Kimetsu no Yaiba turned out to be a harder anime to review than I initially thought. Much of this is due to inconsistencies in the series, but one of the other issues may just be that I’ve been watching anime for too long. I imagine that if I had seen this movie back when I first tried Bleach, Kimetsu no Yaiba could very well have been a starter anime for me. Today, I can’t help but see the flaws, even if some moments are dramatically successful.
The initial setup of Demon Slayer is very simple. Tanjiro lives with his family in the mountains and after a trip to town he is delayed and does not return until the next day. When he arrives, he discovers that his family has been massacred and it is with relief that he realizes that his sister Nezuko is still alive. At least until she tries to attack him. Nezuko has been turned into a demon and Tanjiro vows to find a way to bring her back to life.
There is already a small lack of logic here. I understand that Tanjiro needed to get stronger to protect his sister and make sure she doesn’t attack anyone. He also needed to be able to get close to demons in order to learn more about them. But becoming a killer of the thing you’re trying to protect seems a bit counterintuitive. However, this works in Tanjiro‘s favor as a character. He sure slays demons throughout the story, but he’s not a hot-blooded killing machine, nor the screaming protagonist who just wants to be the strongest because he has to prove something. Tanjiro remains a compassionate human throughout the story and he has genuine compassion even for those he is forced to take down.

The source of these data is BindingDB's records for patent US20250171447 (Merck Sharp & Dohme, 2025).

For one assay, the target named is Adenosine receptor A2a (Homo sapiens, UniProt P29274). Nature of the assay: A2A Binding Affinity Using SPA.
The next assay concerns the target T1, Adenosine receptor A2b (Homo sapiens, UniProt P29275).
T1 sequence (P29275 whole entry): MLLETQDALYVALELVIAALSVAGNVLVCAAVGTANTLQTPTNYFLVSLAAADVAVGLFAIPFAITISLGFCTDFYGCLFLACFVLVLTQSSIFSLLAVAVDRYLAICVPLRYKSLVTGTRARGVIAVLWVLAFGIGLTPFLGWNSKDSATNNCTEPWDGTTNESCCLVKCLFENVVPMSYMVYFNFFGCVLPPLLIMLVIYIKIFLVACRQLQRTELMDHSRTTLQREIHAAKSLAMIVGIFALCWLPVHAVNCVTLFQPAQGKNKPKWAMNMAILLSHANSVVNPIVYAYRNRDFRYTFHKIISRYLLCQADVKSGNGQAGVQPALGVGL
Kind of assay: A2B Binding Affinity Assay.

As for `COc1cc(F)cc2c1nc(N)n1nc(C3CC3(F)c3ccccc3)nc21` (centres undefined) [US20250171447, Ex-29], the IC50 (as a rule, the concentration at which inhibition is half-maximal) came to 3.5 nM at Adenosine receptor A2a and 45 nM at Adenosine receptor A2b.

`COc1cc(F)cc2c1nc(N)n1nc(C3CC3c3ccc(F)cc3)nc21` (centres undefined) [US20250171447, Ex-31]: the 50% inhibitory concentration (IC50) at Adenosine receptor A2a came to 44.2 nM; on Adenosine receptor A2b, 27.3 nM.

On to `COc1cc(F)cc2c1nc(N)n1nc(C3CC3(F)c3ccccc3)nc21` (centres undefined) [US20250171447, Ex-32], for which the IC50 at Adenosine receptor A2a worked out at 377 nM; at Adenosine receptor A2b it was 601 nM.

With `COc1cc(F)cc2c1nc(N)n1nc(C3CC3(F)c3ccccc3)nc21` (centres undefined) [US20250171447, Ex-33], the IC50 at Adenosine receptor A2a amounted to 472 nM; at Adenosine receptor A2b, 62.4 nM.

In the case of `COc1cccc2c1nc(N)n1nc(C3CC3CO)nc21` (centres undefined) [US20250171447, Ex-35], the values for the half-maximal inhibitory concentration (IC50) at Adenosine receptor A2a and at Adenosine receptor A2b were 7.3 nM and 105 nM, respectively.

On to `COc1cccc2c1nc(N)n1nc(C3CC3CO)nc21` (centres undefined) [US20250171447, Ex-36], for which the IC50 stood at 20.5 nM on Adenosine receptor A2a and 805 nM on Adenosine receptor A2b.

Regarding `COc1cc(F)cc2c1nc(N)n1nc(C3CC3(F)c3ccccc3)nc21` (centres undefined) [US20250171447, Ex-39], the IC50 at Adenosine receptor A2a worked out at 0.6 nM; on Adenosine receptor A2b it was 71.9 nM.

Honestly, if the story had remained focused on Tanjiro’s quest to cure Nezuko and learning about demons, focusing on the siblings and developing the evil demon that turned her, this anime would have been absolutely perfect and a unmissable visual experience.
Unfortunately, he wants to play with the big shounen and so keeps expanding his cast and adding “humor” at odd moments, doing quests and tangential arcs that don’t have much to to do with the main objective and, in general, to bloat what should have been a simple, tight storyline into something overcooked.
It was Zenitsu‘s introduction , followed closely by Inosuke, that made me lose my taste for a relatively solid series, albeit a bit predictable and too prone to repeating information. To put it simply, these two characters provide nothing but noise and poor attempts at humor. While they each have moments where they’re more tolerable and sparkle, they’re really unnecessary to the central plot and make up a lot of the clutter that detracts from the viewing experience.
Zenitsu screams all the way. His thing is that he’s cowardly and scared all the time, but once he passes out, he becomes incredibly strong by mastering a move perfectly. Zenitsu does have a few redeeming moments where he acts valiantly, but they don’t make up for the general irritation he creates in every other scene with his incessant moaning and generally unsympathetic personality. He may be there to make people laugh, but he’s just not funny. And if we were looking for Tanjiro, any demon slayers who think all demons are monsters that should be killed without hesitation are fine. We don’t need Zenitsu.